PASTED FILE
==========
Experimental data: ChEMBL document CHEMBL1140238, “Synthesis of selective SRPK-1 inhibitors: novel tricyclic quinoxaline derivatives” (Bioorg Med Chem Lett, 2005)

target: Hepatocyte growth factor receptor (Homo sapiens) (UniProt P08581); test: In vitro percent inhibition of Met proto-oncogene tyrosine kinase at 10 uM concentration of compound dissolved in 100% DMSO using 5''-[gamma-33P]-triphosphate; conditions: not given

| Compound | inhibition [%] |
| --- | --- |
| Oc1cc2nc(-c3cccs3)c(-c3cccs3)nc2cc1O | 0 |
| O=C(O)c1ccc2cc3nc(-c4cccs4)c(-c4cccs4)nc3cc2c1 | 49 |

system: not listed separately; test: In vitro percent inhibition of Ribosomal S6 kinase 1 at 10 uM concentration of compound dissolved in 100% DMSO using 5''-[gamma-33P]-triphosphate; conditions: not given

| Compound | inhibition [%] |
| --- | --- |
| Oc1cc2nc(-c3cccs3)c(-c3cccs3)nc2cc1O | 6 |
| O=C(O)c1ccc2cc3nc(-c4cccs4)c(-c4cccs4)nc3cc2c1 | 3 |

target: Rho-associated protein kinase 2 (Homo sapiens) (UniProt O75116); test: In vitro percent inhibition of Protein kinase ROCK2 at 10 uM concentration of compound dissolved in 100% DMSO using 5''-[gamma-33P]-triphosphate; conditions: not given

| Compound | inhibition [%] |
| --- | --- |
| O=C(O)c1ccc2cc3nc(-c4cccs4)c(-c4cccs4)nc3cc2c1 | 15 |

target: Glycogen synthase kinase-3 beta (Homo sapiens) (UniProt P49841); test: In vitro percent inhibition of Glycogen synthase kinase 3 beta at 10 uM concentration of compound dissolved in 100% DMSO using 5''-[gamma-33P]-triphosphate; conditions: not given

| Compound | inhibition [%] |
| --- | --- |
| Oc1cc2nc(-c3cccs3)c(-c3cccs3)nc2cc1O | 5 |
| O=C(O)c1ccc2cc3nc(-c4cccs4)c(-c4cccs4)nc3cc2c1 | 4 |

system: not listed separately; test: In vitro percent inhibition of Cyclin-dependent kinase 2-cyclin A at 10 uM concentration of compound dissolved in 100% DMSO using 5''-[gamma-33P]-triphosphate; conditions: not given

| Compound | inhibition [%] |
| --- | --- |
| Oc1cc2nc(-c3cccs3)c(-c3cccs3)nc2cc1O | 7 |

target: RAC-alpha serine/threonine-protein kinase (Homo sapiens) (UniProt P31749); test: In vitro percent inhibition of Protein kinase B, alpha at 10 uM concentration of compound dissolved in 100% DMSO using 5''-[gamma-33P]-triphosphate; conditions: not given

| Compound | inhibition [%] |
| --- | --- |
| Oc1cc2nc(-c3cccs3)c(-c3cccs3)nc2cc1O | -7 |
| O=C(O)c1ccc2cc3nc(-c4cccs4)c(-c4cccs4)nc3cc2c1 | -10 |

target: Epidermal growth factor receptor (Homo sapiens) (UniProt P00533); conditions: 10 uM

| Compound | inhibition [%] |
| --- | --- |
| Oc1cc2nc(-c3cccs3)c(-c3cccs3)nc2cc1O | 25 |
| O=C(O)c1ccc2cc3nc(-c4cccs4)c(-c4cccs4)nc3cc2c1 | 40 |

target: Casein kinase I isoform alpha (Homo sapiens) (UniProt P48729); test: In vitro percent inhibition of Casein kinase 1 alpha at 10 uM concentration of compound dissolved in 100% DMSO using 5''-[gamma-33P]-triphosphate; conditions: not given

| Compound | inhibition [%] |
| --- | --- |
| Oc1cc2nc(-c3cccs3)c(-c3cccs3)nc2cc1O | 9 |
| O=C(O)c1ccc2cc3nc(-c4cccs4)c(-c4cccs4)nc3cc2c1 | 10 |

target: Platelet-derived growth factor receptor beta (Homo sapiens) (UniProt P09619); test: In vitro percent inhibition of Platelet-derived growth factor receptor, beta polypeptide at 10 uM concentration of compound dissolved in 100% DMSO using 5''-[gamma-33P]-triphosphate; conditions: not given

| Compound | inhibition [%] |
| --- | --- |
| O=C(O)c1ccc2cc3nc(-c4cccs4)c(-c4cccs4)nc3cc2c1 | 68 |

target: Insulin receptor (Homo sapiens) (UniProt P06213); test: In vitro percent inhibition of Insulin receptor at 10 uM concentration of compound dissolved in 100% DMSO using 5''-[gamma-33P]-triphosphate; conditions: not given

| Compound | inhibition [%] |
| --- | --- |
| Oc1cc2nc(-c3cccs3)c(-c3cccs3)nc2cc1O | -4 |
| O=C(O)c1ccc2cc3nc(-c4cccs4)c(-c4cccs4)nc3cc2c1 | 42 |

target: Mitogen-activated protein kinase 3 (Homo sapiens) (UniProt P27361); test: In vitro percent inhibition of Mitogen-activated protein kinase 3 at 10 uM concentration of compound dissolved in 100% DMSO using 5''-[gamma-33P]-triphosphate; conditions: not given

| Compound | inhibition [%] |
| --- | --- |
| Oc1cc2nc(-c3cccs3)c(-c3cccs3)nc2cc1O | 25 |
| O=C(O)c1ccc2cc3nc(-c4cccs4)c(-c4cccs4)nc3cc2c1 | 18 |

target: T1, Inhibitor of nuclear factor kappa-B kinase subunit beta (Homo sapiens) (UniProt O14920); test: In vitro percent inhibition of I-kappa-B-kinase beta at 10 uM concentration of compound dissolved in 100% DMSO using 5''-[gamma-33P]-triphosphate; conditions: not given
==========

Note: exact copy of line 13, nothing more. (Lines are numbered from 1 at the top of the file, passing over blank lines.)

| Compound | inhibition [%] |